US-Vietnam Relations “Unaffected” by Hanoi's Defense Pledges with Beijing

December 18, 2023

Cameron Thomas-Shah, spokesperson at the U.S. embassy in Hanoi, emphasized that the U.S.'s relationship with Vietnam is independent of any third-country dynamics.
Japanese Parliament Hosaka Yasushi (L), Philippine's President Ferdinand Marcos, Jr., Singapore's Prime Minister Lee Hsien Loong (C), Vietnam's Prime Minister Pham Minh Chinh (R), prepare for a group photo prior to the Asian Zero Energy Carbon (AZEC) Summit at the Japan’s Prime Minister Office in Tokyo on December 18, 2023. Photo by Anadolu Images.


he United States has expressed confidence in maintaining strong ties with Vietnam, despite Hanoi’s recent announcement of strengthened defense and security cooperation with China. This development comes as the two great powers, the U.S. and China, continue to compete for influence in the region.

Vietnam’s leaders enhanced their relationship with Beijing during Chinese President Xi Jinping’s visit to Hanoi last week. This move came three months after Vietnam boosted ties with Washington during U.S. President Joe Biden’s visit, a strategy often referred to as Vietnam’s “Bamboo diplomacy.”

Cameron Thomas-Shah, spokesperson at the U.S. embassy in Hanoi, emphasized that the U.S.’s relationship with Vietnam is independent of any third-country dynamics. “Our close cooperation with our Vietnamese partners across various sectors, including health, education, technology, and trade, will continue for the foreseeable future,” he stated in response to Reuters.

Xi’s visit

The joint declaration issued after Xi’s visit included commitments to stronger security cooperation between Vietnam and China, particularly in defense industries and logistics. Despite this, experts believe these “aspirational goals” with China are unlikely to impact defense cooperation with the U.S.

Vietnam and China have also agreed to enhance intelligence exchanges to counter “hostile forces,” a term often used by China to describe external influences in internal affairs. Zachary Abuza, a professor on Southeast Asian politics at the National War College in Washington, D.C., noted, “The emphasis on ‘hostile forces’ is not a surprise… But don’t overstate the bilateral cooperation between them on this. They won’t be sharing intel.”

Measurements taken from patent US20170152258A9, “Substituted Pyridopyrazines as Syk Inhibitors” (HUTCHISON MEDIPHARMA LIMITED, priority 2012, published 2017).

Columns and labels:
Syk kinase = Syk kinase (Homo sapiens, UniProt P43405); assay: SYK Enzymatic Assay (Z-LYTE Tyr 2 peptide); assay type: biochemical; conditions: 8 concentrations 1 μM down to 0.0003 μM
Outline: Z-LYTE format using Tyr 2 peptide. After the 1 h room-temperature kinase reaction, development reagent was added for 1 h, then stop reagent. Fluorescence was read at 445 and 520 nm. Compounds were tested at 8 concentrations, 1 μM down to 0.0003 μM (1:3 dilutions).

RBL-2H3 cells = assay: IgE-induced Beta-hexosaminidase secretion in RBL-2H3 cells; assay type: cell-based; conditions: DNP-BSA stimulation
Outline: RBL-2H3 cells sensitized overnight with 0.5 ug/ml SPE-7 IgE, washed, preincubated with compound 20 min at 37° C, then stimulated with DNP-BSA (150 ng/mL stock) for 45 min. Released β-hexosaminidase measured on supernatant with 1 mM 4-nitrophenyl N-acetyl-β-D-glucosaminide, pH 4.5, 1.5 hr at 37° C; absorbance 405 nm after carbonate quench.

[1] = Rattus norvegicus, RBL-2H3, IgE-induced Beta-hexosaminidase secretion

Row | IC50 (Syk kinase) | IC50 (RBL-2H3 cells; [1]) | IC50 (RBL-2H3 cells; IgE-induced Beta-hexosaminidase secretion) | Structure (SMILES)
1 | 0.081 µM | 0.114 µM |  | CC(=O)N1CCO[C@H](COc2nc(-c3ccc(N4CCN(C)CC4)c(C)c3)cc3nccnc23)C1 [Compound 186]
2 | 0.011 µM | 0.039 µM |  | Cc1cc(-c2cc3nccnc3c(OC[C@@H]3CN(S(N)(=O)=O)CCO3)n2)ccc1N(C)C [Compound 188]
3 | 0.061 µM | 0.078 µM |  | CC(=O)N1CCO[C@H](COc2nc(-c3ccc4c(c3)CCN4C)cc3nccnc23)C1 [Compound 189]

Raymond Powell, a former Air Attache to the U.S. embassy in Vietnam and current leader of Stanford University’s Project Myoushu, commented on the nuanced nature of Vietnam’s foreign policy. “There is always a distinction between Vietnam’s diplomatic pronunciations and its actual security concerns,” he said, adding that Hanoi will continue to navigate between Beijing’s political expectations and the threat China poses, especially in the South China Sea where both nations have conflicting claims.

A balancing act

The U.S.’s statement and expert analyses suggest that Vietnam’s recent moves towards China are part of a broader strategy to balance its relations with major powers, without significantly altering its growing partnership with the United States.

In a discussion with Tuoi Tre, a Vietnamese daily newspaper, Nguyen Quoc Dung, the Vietnamese Ambassador to the United States, expressed Vietnam’s intention to foster positive relations with all major global powers, emphasizing a non-partisan approach. Ambassador Dung highlighted that the advancement of Vietnam’s relationship with the United States aligns with Vietnam’s core strategic interests of ensuring peace, stability, and development.

Meanwhile, Marc Knapper, the U.S. Ambassador to Vietnam, in a conversation with VOA Vietnamese, dismissed the idea that Beijing’s influence was a major factor in the U.S.’s decision to enhance its relationship with Vietnam. He underscored the inherent value of the U.S.-Vietnam relationship. During Prime Minister Pham Minh Chinh’s visit to the U.S. for the United Nations General Assembly, Ambassador Knapper elaborated that both countries share common objectives, including Vietnam achieving net-zero emissions, indicating a mutual commitment to environmental and strategic goals.

These statements reflect the ongoing diplomatic efforts and the broader context of international relations in the region, particularly in the wake of evolving geopolitical dynamics.

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